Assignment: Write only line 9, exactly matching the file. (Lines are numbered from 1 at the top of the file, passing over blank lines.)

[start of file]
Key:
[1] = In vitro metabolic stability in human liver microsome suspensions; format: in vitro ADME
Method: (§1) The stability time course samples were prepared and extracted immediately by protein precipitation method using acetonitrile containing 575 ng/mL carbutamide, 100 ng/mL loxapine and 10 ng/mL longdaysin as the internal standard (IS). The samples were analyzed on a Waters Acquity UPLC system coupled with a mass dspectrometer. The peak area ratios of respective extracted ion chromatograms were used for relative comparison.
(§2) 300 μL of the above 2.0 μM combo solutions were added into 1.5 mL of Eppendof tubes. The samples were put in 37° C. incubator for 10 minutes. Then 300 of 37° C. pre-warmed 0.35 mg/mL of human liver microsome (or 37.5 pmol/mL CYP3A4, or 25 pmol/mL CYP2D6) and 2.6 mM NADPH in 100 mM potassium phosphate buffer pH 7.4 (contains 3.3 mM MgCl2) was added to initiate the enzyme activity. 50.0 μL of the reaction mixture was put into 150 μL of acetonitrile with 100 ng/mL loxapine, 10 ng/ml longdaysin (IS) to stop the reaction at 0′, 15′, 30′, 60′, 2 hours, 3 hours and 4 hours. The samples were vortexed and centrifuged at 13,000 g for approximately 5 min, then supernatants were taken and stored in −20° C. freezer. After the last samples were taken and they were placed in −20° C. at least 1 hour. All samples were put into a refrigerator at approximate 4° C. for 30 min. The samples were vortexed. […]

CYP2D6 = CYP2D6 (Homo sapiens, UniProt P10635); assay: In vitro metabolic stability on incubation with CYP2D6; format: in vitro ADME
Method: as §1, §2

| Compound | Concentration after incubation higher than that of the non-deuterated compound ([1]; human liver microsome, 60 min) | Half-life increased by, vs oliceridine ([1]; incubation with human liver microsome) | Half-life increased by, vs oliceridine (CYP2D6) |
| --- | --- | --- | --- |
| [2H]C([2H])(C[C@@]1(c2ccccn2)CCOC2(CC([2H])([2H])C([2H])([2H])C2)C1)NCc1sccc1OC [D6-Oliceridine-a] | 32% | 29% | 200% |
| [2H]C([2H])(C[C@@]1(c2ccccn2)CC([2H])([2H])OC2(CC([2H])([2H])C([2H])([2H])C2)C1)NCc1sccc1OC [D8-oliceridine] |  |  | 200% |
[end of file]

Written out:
| [2H]C([2H])(C[C@@]1(c2ccccn2)CCOC2(CC([2H])([2H])C([2H])([2H])C2)C1)NCc1sccc1OC [D6-Oliceridine-a] | 32% | 29% | 200% |